How to Improve Timing When Singing | How Do Singers Improve Their Timing?
Do you feel like you’re all over the place in the music when you perform a song? Perhaps you struggle to keep up or find yourself ahead of your backing musicians?
It could be you need to learn how to improve timing when singing. But how do singers improve their timing? Some are born with a natural aptitude. Others must practice using specific exercises, learn to read music or use a metronome to improve their skills.
Read on to find out how you can be perfectly on the beat, master offbeats and develop a great sense of rhythm, to up your vocal game.
How to improve timing when singing
Every singer will have issues with musical timing at some point in their career. Tricky backing tracks, poor feedback in an earpiece or simply not paying attention properly, can cause confusion and slip-ups. However, if you frequently find yourself off the beat, too fast, too slow or somehow out of sync with everyone else, you may have a problem. The good news is that this issue is definitely fixable, with some help.
How to sing in time – and fast
A simple shortcut to learning how to sing a song in time is to copy a good singer’s cover of it. Bear in mind they may play around with the timing and not perform it as strictly as it’s written. But if it’s a studio recording and they’re a big name, chances are they will keep with the confines of the time signature. Beware of live recordings though. Artists are much more likely to mess around with the timing on stage and in front of an audience, so you may find these to be more misleading.
But this is just a quick fix. As an emerging vocalist, it’s really important you get to grips with timing, whether working on it by yourself at home, or with a singing teacher.
Singing timing problems
So what singing timing problems might you have? Here are the main problems you’ll encounter.
- Singing off the beat
- Poor rhythm
- Coming in at the wrong moment
- Holding the notes too long/not long enough
- Struggling with irregularities such as intentional offbeats and syncopation (this is where the stress is placed on the weaker beats)
Some singers have an innate talent for timing and are able to bring some artistic licence into a song to great effect. But if this isn’t you, a little technical know-how will do wonders. If you’re unsure whether you’re guilty of poor timing, a good way to find out is by recording yourself and listening back. This is a wise habit to adopt in any case. Being able to critique yourself as objectively as possible will help you to improve, and it’s so much easier to do via a recording, than in the moment during a performance.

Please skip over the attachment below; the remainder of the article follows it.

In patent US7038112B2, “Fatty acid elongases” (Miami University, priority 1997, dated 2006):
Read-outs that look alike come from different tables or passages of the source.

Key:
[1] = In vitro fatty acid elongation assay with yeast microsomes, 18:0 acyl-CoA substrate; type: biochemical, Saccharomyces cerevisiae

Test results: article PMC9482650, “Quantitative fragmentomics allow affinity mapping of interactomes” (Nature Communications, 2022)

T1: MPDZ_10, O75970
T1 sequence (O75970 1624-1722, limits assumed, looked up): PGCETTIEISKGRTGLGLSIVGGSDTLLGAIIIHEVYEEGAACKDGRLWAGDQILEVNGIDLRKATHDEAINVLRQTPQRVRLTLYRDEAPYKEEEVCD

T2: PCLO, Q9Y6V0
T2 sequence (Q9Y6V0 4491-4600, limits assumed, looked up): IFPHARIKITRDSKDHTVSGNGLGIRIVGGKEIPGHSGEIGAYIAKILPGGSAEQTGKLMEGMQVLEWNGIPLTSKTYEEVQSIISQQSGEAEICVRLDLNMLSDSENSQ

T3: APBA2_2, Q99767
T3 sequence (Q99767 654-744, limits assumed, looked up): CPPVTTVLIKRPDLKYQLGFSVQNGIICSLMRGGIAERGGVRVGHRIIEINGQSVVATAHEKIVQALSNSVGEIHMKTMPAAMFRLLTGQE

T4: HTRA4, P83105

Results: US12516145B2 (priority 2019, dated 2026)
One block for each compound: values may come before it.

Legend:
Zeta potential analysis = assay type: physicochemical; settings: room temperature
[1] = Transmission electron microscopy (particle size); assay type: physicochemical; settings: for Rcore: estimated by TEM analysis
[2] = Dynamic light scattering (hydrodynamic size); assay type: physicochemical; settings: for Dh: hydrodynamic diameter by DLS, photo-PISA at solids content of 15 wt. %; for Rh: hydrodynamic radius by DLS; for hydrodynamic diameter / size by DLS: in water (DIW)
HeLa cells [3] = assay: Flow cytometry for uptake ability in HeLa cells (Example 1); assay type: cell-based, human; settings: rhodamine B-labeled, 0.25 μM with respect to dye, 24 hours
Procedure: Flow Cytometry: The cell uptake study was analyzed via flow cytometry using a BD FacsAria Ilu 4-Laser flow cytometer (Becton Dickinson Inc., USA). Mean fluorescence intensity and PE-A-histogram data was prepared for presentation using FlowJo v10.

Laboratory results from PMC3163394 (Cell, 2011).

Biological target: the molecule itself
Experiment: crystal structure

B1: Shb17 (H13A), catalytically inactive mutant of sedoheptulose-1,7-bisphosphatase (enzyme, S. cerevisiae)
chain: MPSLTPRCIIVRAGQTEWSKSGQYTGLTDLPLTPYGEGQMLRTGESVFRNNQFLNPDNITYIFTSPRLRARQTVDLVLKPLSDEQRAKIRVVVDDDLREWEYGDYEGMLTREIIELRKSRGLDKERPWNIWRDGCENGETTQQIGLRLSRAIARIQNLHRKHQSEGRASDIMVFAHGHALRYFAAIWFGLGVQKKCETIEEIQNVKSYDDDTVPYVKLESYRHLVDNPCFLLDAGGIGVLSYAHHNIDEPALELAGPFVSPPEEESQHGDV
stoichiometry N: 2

How to use a metronome for singing
The metronome is an age-old bit of kit that beats the time of the song for you. 4/4 time is a very common musical pace. You simply set the metronome to this – or the relevant time signature – and then follow its pace. Metronomes are now available as apps, digital gadgets, or an old-fashioned ticking device. Some keyboards have a metronome function built-in. Or you can use a drumbeat set to the correct timing.
You can read more about the benefits of practising with a metronome in this article.
Remember that everyone learns differently and may not respond to the same method as well. Metronomes don’t help everyone. So don’t despair if you’re finding it makes the problem worse than better. There are other things you can try.
How do singers improve their timing?
Some singers purposely change up the timing of a song or play with the rhythm. But if you want to do this, you’ll need to know the rules before you break them, otherwise, you can end up with a musically chaotic result. As with any aspect of singing, YouTube tutorials are a super way to solve problems and get better as a vocalist.